Investments announced today will support community infrastructure projects in Alabama, Arkansas, Arizona, California, Colorado, Connecticut, Florida, Georgia, Hawaii, Iowa, Illinois, Indiana, Kansas, Kentucky, Massachusetts, Maryland, Maine, Michigan, Minnesota, Missouri, Mississippi, Montana, North Carolina, North Dakota, Nebraska, New Hampshire, New Mexico, New York, Ohio, Oklahoma, Oregon, Pennsylvania, Rhode Island, South Carolina, South Dakota, Tennessee, Texas , Utah, Virginia, Vermont, Washington, Wisconsin, West Virginia, Wyoming, Guam, Northern Mariana Islands and Puerto Rico.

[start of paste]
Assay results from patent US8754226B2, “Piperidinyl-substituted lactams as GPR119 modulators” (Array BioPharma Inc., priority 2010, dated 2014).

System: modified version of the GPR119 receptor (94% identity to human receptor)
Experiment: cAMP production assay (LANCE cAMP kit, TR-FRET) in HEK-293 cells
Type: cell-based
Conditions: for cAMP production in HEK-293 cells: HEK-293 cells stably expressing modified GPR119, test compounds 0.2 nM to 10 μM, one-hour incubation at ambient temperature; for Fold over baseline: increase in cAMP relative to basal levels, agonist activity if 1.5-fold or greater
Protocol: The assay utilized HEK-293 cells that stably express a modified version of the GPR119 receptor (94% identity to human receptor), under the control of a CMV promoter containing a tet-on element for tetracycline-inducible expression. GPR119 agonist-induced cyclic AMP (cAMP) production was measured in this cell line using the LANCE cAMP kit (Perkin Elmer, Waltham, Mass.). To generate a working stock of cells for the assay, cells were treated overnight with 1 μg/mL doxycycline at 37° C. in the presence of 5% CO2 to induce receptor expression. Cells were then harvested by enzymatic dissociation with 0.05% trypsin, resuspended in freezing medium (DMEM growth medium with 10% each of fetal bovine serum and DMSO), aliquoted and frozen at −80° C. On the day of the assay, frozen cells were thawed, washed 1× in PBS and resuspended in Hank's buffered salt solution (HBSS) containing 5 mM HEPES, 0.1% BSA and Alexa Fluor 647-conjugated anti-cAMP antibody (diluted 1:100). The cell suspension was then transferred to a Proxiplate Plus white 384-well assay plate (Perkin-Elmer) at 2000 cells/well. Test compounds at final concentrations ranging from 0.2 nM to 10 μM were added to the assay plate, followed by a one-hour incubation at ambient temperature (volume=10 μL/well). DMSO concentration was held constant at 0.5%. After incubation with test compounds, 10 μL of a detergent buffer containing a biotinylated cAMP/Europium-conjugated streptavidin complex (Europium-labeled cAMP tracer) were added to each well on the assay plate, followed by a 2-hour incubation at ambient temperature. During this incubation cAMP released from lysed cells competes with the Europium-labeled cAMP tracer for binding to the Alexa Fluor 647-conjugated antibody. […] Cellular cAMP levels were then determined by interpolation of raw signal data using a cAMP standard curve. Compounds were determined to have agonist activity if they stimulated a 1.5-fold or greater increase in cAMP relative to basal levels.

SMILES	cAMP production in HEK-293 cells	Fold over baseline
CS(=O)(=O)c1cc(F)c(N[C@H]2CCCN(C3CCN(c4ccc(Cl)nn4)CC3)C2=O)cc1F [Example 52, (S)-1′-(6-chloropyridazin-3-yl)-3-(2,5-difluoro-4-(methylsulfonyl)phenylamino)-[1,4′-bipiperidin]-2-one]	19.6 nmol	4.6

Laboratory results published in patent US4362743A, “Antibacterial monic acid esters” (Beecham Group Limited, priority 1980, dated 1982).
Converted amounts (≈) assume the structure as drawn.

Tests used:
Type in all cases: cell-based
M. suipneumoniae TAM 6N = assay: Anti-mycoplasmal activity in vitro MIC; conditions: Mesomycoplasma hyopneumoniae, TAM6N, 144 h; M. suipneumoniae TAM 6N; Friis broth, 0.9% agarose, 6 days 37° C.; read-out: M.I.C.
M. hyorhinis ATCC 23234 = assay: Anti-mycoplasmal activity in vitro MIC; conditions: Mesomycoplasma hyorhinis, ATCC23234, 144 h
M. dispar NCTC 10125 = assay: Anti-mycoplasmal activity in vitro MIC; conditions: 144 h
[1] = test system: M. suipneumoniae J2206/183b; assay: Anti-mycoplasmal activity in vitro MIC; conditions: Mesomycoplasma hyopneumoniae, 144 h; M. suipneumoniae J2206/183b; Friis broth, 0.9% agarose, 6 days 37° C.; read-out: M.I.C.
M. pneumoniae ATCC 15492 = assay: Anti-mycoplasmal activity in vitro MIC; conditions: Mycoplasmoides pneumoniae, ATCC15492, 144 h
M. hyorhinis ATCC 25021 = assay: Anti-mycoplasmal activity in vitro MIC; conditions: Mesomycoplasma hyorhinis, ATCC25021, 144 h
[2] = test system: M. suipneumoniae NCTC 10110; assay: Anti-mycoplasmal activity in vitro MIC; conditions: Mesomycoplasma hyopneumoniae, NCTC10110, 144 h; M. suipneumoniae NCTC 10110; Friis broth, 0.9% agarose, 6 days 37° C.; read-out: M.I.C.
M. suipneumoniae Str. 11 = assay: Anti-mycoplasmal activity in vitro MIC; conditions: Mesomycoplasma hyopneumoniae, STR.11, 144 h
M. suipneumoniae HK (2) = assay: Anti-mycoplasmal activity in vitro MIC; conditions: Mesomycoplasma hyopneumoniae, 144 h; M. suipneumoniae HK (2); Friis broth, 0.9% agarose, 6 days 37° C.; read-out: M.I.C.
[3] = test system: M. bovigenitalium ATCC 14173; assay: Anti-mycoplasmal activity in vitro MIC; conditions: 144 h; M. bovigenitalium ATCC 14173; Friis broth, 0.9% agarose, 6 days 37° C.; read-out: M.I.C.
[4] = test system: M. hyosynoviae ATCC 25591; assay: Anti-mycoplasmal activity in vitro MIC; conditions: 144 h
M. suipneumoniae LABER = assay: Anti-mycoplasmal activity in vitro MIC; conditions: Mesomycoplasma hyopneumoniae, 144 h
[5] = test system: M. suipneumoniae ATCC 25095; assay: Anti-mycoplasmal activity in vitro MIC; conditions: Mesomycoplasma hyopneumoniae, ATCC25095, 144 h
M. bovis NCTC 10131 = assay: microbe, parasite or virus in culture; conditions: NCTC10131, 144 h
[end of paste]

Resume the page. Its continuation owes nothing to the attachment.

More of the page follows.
Over 100 types of projects are eligible for community facility funding. Eligible applicants include federally recognized municipalities, public agencies, nonprofit organizations, and Native American tribes. Projects must be located in rural areas of 20,000 inhabitants or less. For more information, visit www.rd.usda.gov/programs-services/community-facilities/community-facilities-direct-loan-grant-program.
Today’s investments complement the recently announced funding availability under the USDA Rural Health Care Emergency Grants program, which is also administered through the Community Facilities Program. . Through this program, USDA is making up to $ 500 million available through the US bailout to help rural health facilities, tribes and communities expand access to COVID-19 vaccines, services health and nutritional assistance.